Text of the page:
The Sales Rep of the Future
Sales reps will need to update their skills to match customer needs
The role of the sales rep is one that has perhaps seen more change over the last two decades than any other – and the evolution is showing no sign of slowing.
“The role of the sales rep is changing very quickly,” says Gonzalo Rodriguez, Region Europe Sales Excellence Head at Novartis. “Information is very easily available and this means that reps cannot focus on simply informing about products or ‘selling’ in the traditional sense of pushing products to physicians to get them to prescribe.”
The reach of patient-centricity is so great it is even influencing this most customer-facing of roles. “Companies now need to consider how they keep the patient in mind at every step and are increasingly required to clearly demonstrate how their medicines benefit the patient,” says Karen Bell, Business Development Director at Ashfield (part of UDG Healthcare plc).
Closer to home, in the shift from volume to value, sales rep are at the sharp end as new selling practices emerge, changing the traditional sales model. “The sales rep’s role will continue to evolve as a new balance will appear between the product promotion and the product-linked services/solutions promotion,” says Celine Genty, VP Customer Excellence EMEA at Janssen.
To ensure that sales reps continue to deliver commercial success, companies across pharma are looking at their recruitment and selection criteria, as well as ensuring their training and development keeps up with a new set of skills, capabilities and performance goals.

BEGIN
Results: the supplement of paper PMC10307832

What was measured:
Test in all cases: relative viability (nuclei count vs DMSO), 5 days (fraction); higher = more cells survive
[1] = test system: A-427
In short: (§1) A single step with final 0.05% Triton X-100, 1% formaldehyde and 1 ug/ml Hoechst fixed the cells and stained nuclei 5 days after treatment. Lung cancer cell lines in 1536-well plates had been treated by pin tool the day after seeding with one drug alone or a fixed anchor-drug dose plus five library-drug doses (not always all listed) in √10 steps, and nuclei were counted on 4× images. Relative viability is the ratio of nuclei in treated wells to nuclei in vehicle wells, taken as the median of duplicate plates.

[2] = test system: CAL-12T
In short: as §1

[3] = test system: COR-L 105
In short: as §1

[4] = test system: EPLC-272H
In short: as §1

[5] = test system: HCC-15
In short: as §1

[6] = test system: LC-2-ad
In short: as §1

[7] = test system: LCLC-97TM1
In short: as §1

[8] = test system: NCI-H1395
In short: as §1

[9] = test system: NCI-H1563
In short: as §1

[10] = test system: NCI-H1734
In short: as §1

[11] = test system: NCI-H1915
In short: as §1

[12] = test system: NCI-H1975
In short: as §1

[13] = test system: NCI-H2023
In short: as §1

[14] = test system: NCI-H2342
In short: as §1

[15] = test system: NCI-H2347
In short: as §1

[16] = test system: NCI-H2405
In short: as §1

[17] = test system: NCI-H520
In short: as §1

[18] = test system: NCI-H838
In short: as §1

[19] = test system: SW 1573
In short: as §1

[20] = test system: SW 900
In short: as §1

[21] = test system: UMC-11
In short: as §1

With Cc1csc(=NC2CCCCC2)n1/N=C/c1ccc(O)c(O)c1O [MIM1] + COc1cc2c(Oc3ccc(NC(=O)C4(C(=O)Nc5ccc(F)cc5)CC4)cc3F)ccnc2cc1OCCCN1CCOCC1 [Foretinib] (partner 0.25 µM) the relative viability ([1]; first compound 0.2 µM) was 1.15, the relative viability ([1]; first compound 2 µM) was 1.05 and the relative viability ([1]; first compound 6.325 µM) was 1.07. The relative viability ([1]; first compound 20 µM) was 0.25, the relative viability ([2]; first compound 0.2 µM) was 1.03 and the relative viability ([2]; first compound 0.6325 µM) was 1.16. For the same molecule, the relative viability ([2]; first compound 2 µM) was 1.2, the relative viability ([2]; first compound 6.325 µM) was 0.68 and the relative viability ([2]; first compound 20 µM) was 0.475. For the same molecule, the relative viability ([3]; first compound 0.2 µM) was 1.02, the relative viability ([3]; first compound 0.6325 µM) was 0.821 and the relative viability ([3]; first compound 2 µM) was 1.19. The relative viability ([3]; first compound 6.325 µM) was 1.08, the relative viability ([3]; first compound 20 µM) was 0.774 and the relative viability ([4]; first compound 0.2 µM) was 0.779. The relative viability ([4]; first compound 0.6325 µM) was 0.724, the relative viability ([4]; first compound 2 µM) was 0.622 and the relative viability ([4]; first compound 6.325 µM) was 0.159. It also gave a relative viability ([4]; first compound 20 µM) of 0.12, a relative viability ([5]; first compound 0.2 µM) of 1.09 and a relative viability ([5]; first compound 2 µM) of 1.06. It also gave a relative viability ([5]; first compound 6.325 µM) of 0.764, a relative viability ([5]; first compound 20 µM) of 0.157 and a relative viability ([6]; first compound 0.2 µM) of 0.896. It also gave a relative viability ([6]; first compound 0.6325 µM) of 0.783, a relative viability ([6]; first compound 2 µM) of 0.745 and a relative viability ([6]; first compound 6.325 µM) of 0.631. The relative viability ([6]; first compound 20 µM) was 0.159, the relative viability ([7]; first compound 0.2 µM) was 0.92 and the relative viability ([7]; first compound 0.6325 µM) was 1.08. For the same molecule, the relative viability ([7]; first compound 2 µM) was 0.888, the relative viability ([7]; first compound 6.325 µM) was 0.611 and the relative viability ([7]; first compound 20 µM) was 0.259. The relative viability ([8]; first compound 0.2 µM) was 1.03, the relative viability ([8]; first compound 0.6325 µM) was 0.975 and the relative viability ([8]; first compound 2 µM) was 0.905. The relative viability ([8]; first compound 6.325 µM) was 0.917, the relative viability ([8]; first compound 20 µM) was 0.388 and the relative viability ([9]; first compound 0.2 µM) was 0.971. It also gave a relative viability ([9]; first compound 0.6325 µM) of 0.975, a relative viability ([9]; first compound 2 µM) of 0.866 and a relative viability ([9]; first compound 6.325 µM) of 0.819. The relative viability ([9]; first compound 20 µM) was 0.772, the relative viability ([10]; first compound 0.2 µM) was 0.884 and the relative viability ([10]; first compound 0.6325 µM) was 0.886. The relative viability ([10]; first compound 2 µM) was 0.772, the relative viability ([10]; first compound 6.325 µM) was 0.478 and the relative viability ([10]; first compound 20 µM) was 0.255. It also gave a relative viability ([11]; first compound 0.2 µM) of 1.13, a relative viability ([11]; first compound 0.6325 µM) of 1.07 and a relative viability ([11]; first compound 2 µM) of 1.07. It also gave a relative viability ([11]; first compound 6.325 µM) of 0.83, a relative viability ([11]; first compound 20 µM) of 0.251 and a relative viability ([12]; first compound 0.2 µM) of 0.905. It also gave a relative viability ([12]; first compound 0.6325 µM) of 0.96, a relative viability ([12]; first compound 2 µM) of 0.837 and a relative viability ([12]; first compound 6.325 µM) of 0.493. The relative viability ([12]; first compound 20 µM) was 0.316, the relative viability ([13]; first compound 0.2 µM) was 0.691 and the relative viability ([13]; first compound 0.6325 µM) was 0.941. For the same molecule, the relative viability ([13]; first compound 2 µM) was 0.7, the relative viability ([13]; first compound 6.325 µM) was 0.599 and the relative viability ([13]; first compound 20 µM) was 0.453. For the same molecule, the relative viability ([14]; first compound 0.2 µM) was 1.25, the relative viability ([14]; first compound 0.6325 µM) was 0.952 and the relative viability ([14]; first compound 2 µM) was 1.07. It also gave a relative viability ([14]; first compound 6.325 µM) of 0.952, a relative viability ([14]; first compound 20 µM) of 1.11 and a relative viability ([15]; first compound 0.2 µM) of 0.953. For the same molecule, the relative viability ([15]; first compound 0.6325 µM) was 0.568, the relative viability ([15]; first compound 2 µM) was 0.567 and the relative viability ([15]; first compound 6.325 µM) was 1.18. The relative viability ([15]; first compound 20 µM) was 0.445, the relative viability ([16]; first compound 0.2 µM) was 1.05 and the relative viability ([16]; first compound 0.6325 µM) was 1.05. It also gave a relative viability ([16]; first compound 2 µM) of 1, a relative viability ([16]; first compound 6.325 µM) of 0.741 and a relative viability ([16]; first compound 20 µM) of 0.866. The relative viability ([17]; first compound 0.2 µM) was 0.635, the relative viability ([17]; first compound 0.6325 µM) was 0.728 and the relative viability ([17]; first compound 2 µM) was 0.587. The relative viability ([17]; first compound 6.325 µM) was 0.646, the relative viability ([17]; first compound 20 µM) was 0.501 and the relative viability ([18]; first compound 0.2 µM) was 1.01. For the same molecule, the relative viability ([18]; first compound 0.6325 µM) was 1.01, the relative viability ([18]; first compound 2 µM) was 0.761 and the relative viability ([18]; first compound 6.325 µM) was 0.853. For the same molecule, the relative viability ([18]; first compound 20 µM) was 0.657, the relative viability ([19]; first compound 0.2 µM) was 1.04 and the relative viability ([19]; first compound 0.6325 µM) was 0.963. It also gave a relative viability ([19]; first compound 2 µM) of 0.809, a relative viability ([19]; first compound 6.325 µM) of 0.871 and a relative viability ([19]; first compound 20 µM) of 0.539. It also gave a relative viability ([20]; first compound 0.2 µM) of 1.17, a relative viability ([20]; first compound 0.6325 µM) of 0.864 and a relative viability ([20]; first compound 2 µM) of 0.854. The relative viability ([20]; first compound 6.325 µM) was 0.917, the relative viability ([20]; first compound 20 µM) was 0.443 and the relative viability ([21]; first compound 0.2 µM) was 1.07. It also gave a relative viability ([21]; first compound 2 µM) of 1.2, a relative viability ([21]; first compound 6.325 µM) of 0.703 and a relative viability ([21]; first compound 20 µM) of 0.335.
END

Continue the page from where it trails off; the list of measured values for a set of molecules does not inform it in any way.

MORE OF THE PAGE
From sales rep to solution provider?
The future sales rep will be expected to handle a much larger and more diverse customer base – becoming key industry partners to patients, prescribers, and payers – and to seamlessly switch between functional hats and operate across various engagement channels. From product information experts, sales reps are morphing into multi-dimensional customer solution providers, but how will the role shape up over the coming years?
The work of the sales rep is expanding to include business support to customers, says Anthony Francomme, Head of Business Excellence France at Sanofi Genzyme. “The role of sales force effectiveness/excellence teams will evolve away from technical and analytical topics to bring advice and added value to BU heads and sales directors” he says.
Today’s representatives need to understand the agendas of local health economies in some detail, and be able to articulate a strong value proposition to a diverse range of stakeholders.
This is a long way from simply ensuring they meet prescription targets – now sales reps are expected to anticipate and meet the needs of HCPs and other customers. “Sales reps of the future will need to be competent and comfortable in engaging with payers, providers, and clinicians on a range of topics,” says Bell, emphasising that reps will need the flexibility to adapt to different customer needs. The customer service representative, focused purely on providing value to patients, will also be a key role of the future.
Reps will also need the skills to switch from one customer-facing hat to another. “Today’s representatives need to understand the agendas of local health economies in some detail, and be able to articulate a strong value proposition to a diverse range of stakeholders,” says Bell. The role of the sales rep in the future will encompass the ability to identify opportunities that create value for customers AND for the company, while also considering the professional boundaries of the regulatory and compliance framework.